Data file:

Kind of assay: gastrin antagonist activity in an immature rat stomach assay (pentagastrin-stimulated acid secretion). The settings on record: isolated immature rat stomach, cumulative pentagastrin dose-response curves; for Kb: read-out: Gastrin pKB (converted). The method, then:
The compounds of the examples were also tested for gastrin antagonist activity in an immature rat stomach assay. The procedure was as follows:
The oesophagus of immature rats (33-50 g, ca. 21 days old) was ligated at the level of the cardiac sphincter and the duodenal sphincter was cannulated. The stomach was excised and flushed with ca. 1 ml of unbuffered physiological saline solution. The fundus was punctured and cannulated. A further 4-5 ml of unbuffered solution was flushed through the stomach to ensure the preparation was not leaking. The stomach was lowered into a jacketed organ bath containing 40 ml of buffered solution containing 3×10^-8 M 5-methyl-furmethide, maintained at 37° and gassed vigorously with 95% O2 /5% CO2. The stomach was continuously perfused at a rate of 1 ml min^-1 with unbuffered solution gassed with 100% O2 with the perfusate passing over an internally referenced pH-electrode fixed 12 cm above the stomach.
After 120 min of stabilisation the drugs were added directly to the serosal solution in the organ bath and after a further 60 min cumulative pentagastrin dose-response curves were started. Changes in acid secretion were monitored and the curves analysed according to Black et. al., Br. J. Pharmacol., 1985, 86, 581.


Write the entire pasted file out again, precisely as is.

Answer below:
Kind of assay: gastrin antagonist activity in an immature rat stomach assay (pentagastrin-stimulated acid secretion). The settings on record: isolated immature rat stomach, cumulative pentagastrin dose-response curves; for Kb: read-out: Gastrin pKB (converted). The method, then:
The compounds of the examples were also tested for gastrin antagonist activity in an immature rat stomach assay. The procedure was as follows:
The oesophagus of immature rats (33-50 g, ca. 21 days old) was ligated at the level of the cardiac sphincter and the duodenal sphincter was cannulated. The stomach was excised and flushed with ca. 1 ml of unbuffered physiological saline solution. The fundus was punctured and cannulated. A further 4-5 ml of unbuffered solution was flushed through the stomach to ensure the preparation was not leaking. The stomach was lowered into a jacketed organ bath containing 40 ml of buffered solution containing 3×10^-8 M 5-methyl-furmethide, maintained at 37° and gassed vigorously with 95% O2 /5% CO2. The stomach was continuously perfused at a rate of 1 ml min^-1 with unbuffered solution gassed with 100% O2 with the perfusate passing over an internally referenced pH-electrode fixed 12 cm above the stomach.
After 120 min of stabilisation the drugs were added directly to the serosal solution in the organ bath and after a further 60 min cumulative pentagastrin dose-response curves were started. Changes in acid secretion were monitored and the curves analysed according to Black et. al., Br. J. Pharmacol., 1985, 86, 581.